An original interpretation of the Queen of Clubs playing card is seen here as the central image on this “Poster From The Past”. When creating the original artwork for this poster, only one half was drawn and just duplicated for the other half when printed. Halfway In the middle between the Queen facing up and the Queen facing down is the lettering for the concert bill. Each Queen is holding a flower in her hand. This is BG Fillmore poster number #94 in the old series and was the second and last piece that the artist Nicholqas Kouninos ever did for Bill Graham. That is indeed unfortunate as his work showed considerable promise and potential. It was printed only one time.
47 years ago back in 1967, that Donovan, H. P. Lovecraft and Mother Earth, played for three nights of Dance/Concerts. On the first night (the 24th) it was at The Fillmore Auditorium and the following two nights took place at the Winterland Arena, here in San Francisco. The incredible light show provided by Glenn McKay’s Head Lights.
Share some “Lady Luck” with a friend!
Wonderful show and poster Approved by Professor Poster
Artist Biography by Jason Ankeny
Upon his emergence during the mid-’60s, Donovan was anointed “Britain’s answer to Bob Dylan,” a facile but largely unfounded comparison which compromised the Scottish folk-pop troubadour’s own unique vision. Where the thrust of Dylan‘s music remains its bleak introspection and bitter realism,Donovan fully embraced the wide-eyed optimism of the flower power movement, his ethereal, ornate songs radiating a mystical beauty and childlike wonder; for better or worse, his recordings remain quintessential artifacts of the psychedelic era, capturing the peace and love idealism of their time to perfection. Donovan Leitch was born May 10, 1946 in Glasgow and raised outside of London; at 18 he recorded his first demo, and in 1965 was tapped as a regular on the television pop showcase Ready, Steady, Go! He soon issued his debut single “Catch the Wind,” earning the first round of Dylan comparisons with his ramshackle folk sound and ragamuffin look; the single nevertheless reached the U.K. Top Five, with a subsequent meeting between the two singer/songwriters captured in the classic D.A. Pennebaker documentary Don’t Look Back.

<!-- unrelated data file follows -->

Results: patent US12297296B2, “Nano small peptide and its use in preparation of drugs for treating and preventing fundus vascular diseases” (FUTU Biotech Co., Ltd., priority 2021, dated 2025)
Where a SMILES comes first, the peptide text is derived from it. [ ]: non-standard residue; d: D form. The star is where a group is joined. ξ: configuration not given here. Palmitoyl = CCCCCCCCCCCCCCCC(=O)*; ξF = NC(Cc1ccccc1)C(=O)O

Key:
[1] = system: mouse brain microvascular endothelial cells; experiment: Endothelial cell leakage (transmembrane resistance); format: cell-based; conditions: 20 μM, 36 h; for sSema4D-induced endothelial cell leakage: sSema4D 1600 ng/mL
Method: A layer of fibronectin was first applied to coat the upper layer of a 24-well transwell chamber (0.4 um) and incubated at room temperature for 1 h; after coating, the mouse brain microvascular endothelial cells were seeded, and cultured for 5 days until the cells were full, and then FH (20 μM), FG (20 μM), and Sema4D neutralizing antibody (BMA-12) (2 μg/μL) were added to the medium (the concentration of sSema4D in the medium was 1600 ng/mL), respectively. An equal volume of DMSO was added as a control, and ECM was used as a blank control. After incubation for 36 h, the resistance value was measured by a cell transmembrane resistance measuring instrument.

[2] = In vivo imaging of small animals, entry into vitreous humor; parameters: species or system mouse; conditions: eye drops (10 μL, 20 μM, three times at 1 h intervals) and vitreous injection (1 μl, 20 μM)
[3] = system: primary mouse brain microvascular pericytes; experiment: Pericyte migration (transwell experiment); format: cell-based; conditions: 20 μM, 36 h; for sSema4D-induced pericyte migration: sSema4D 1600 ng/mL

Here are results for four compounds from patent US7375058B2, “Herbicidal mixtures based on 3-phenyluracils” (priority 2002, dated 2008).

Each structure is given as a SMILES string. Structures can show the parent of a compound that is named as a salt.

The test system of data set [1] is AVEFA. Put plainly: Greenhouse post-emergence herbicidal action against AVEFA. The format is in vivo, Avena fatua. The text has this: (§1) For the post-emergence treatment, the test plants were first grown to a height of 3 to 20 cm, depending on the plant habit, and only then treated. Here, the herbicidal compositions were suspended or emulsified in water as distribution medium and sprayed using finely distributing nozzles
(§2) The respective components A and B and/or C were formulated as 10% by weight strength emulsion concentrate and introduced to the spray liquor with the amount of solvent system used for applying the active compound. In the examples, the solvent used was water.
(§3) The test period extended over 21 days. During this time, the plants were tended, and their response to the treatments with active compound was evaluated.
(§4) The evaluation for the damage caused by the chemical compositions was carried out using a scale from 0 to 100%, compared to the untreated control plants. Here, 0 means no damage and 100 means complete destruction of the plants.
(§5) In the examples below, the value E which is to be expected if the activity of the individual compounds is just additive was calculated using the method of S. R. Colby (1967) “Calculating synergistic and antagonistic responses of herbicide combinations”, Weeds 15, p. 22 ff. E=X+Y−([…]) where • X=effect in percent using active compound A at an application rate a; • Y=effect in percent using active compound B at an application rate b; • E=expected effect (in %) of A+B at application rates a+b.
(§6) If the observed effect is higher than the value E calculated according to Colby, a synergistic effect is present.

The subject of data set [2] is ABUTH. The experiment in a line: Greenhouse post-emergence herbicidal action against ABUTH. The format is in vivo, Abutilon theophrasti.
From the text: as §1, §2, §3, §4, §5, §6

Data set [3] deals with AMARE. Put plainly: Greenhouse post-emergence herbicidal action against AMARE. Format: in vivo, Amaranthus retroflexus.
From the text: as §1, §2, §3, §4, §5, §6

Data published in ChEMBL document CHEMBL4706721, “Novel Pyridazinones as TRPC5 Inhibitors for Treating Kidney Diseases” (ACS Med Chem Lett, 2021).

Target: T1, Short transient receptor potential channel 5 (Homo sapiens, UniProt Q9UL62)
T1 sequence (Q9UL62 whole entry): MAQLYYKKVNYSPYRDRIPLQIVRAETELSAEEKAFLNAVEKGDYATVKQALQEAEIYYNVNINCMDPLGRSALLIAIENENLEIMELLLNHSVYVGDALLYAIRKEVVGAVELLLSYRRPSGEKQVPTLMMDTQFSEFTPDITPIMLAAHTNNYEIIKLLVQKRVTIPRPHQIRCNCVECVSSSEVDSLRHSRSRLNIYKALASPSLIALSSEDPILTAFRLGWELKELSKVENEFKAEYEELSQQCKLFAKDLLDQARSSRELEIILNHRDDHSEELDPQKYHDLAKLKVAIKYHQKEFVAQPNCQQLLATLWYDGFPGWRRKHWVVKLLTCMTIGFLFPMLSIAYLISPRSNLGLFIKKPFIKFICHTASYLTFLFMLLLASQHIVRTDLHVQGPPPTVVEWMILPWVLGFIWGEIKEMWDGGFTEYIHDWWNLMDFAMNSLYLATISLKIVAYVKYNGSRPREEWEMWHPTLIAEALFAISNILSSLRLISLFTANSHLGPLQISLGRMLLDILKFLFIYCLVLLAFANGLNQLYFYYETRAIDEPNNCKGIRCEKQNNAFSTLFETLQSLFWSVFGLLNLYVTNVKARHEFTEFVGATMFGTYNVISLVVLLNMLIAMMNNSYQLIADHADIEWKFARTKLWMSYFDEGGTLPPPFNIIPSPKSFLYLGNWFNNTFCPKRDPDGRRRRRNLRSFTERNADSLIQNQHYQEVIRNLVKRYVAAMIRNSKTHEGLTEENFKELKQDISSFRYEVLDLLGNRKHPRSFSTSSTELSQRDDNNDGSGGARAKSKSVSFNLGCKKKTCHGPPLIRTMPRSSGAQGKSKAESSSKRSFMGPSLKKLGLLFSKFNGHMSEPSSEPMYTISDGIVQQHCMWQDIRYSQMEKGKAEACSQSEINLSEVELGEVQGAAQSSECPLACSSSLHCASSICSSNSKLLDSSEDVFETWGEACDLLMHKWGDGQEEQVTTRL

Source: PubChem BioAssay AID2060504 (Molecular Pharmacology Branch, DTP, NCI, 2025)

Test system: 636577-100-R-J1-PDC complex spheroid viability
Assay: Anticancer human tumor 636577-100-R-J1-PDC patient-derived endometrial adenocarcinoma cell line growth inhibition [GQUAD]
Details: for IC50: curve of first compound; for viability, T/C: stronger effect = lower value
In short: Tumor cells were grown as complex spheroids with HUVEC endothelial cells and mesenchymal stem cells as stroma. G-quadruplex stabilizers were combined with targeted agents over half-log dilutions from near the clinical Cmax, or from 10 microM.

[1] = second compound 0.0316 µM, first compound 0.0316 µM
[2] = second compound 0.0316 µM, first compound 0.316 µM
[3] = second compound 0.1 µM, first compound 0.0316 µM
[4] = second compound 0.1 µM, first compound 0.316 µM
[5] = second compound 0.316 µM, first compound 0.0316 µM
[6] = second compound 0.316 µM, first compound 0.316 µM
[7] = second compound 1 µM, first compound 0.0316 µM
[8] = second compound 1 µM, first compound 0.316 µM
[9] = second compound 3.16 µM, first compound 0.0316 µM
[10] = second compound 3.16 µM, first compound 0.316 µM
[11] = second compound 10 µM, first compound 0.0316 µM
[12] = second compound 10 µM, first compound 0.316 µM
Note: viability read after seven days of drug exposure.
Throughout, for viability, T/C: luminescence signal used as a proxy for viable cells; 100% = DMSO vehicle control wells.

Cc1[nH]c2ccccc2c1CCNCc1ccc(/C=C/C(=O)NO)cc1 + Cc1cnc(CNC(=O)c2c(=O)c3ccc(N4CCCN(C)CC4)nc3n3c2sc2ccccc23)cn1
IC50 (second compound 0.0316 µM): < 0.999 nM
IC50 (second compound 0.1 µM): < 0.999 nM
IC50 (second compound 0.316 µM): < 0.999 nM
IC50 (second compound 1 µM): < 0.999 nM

Donovan‘s follow-up single, “Colours,” was also a hit, and after making his American debut at the 1965 Newport Folk Festival, he issued Fairytale, his second and last LP for the Hickory label. Signing with Epic in 1966, he released his breakthrough album, Sunshine Superman, which in its exotic arrangements and pointedly psychedelic lyrical outlook heralded a major shift from his previous work; the title track topped the charts on both sides of the Atlantic, with the enigmatic “Mellow Yellow” reaching the number two spot a few months later. Donovan remained a chart fixture throughout 1967, generating a series of hits including “Epistle to Dippy,” “There Is a Mountain,” and “Wear Your Love Like Heaven”; that year he traveled to India alongside the Beatles to study with the Maharishi Mahesh Yogi, a journey which inspired him to renounce drug use and encourage his listeners to turn to meditation. The ambitious double album A Gift from a Flower to a Garden followed, and in 1968 Donovan resurfaced with The Hurdy Gurdy Man, scoring a Top Five smash with the hallucinatory title cut; the record also yielded the hit “Jennifer Juniper.”